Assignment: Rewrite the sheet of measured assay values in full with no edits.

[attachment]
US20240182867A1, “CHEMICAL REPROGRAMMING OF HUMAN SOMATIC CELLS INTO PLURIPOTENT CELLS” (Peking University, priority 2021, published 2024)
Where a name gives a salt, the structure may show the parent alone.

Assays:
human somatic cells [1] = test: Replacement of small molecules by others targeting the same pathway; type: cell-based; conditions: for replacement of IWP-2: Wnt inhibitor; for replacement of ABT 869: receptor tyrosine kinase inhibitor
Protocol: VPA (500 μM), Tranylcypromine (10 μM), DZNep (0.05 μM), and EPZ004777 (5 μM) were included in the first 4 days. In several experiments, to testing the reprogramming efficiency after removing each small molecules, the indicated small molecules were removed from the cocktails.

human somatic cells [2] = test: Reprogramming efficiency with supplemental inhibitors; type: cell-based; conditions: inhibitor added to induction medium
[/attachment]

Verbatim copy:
US20240182867A1, “CHEMICAL REPROGRAMMING OF HUMAN SOMATIC CELLS INTO PLURIPOTENT CELLS” (Peking University, priority 2021, published 2024)
Where a name gives a salt, the structure may show the parent alone.

Assays:
human somatic cells [1] = test: Replacement of small molecules by others targeting the same pathway; type: cell-based; conditions: for replacement of IWP-2: Wnt inhibitor; for replacement of ABT 869: receptor tyrosine kinase inhibitor
Protocol: VPA (500 μM), Tranylcypromine (10 μM), DZNep (0.05 μM), and EPZ004777 (5 μM) were included in the first 4 days. In several experiments, to testing the reprogramming efficiency after removing each small molecules, the indicated small molecules were removed from the cocktails.

human somatic cells [2] = test: Reprogramming efficiency with supplemental inhibitors; type: cell-based; conditions: inhibitor added to induction medium